Senior Citizens at the Retirement Center Discuss John Ashbery’s “More Reluctant” by Faith Paulsen

I was doing okay until I got to the
wake-up call part. Is he famous, this
Ashbery? Rambling on about
nobody knows what –
That’s what
he’s doing. Is all his poetry like this?
I thought there were going to be snacks.
What’s that word ‘spalls?’ Did anyone bring a
dictionary? Maybe it’s a typo.

I think he’s talking about a dream.
I like the part about out of control
but mature.
Sometimes I feel that way.
Don’t we all? What’s that noise?
Lummox? What lummox? It’s just Al,
winding the clock. No, I mean

in the poem. How old is this Ashbery guy?
I like the part where he says,
When I was young, I thought of myself as
Maybe he’s visiting his home town
after being away. He says it’s changed.
observe customs of the spruce of the year—
It must be Christmas. Why’s he talking about pee
all of a sudden? What’s an
awful leaf and how is it congruent?

You brought it– You explain it.

Maybe it’s not that
I’m stupid; maybe he’s just a bad poet.
Maybe this is one of his rejects.
It was in the New Yorker. It must be good.
Who says? Wait. Do you think– maybe you’re supposed to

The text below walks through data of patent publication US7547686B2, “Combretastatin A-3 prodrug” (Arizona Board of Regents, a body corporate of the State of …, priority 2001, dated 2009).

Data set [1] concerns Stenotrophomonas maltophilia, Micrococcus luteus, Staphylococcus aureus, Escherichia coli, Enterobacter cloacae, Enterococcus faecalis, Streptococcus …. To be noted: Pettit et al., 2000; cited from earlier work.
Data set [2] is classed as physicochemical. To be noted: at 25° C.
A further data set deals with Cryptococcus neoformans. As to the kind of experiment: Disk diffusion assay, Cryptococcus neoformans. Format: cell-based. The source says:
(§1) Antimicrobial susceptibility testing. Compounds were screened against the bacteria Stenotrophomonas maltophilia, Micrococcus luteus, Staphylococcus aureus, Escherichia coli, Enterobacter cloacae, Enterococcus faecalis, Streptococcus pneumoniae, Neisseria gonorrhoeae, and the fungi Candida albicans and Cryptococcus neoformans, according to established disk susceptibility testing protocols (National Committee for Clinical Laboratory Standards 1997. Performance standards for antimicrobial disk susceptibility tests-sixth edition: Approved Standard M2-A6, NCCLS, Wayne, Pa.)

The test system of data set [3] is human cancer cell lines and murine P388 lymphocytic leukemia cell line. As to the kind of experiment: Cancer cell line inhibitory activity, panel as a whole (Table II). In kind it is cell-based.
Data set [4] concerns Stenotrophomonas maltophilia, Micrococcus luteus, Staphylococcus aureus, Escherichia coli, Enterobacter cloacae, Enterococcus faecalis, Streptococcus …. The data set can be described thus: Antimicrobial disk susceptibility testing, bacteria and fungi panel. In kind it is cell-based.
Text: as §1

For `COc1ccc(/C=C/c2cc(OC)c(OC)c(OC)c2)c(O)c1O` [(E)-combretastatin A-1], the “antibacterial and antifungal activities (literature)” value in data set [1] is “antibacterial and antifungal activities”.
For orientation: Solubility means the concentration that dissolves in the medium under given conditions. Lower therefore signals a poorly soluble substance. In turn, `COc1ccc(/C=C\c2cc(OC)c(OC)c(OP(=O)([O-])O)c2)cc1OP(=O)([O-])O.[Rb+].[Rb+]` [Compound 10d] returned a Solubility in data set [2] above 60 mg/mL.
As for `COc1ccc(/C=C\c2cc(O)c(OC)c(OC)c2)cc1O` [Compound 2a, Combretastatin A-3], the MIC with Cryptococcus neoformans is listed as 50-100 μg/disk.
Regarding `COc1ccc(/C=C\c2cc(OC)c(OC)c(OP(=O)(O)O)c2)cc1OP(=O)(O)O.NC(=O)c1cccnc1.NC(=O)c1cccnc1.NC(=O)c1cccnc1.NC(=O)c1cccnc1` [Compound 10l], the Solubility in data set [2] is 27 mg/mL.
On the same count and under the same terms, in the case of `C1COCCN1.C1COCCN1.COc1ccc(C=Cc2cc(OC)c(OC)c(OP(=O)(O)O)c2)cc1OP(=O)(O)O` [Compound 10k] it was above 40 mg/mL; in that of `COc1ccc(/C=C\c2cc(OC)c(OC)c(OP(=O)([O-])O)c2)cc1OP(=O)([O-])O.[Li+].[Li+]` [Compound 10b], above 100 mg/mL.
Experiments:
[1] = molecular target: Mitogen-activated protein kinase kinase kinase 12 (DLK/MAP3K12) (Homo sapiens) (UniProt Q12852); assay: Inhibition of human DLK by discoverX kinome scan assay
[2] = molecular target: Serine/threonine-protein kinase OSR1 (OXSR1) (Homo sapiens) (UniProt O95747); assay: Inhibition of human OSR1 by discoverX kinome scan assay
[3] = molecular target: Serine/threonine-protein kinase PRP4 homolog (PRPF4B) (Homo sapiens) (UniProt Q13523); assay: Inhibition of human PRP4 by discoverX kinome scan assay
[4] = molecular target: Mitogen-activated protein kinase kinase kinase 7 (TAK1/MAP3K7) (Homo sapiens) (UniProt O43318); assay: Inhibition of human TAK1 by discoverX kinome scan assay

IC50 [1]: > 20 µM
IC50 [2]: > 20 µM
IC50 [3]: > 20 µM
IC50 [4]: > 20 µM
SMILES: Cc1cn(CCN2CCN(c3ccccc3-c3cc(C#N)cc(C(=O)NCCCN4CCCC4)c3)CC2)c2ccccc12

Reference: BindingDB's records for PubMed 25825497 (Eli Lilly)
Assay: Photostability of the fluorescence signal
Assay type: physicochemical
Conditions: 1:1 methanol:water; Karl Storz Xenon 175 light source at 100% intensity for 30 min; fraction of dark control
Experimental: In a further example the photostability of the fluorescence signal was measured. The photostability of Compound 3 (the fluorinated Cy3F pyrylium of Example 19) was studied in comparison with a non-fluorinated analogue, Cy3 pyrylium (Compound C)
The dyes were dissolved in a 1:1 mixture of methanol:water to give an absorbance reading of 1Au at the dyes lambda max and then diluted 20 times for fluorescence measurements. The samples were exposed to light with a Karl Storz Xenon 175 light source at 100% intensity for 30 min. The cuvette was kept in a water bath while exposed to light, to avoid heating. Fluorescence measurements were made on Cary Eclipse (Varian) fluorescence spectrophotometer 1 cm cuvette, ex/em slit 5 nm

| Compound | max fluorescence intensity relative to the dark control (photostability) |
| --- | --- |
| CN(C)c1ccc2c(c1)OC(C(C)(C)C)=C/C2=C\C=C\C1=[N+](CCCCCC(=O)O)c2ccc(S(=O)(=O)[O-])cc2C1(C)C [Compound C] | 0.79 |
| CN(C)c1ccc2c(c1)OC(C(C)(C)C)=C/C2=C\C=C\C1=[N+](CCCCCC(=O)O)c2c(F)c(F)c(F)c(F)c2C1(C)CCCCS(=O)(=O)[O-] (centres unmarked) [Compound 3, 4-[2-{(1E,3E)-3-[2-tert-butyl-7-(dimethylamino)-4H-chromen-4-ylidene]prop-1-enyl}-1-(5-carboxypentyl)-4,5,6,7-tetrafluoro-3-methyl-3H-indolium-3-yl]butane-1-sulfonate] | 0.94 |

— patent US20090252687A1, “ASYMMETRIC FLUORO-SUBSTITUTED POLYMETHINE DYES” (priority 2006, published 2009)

not analyze it, just kind of
feel it, like
In the last line – it’s not easy
for the poet either.

A few years ago my mother invited me to accompany her to a class on American Poetry being taught by a retired teacher at her retirement center. I was impressed with the quality of the discussion on Yeats and other poets, but when it came to John Ashbery, even the teacher was confused. I simply took notes on the discussion, finding them perceptive, bright, poignant and delightfully honest.

Faith Paulsen

Faith Paulsen

Faith Paulsen works full-time as all of the following: mom, wife, pet lover, insurance customer service rep, volunteer and writer — and possibly more, depending on the day of the week, not necessarily in that order. Her work has appeared in journals and collections including, Apiary, Wild River Review, Literary Mama, Blast Furnace, Musehouse Journal, three Cup of Comfort collections, and four Chicken Soup for the Soul books including the Chicken Soup for the Soul: Parenting on the Spectrum. She lives in Norristown, PA.

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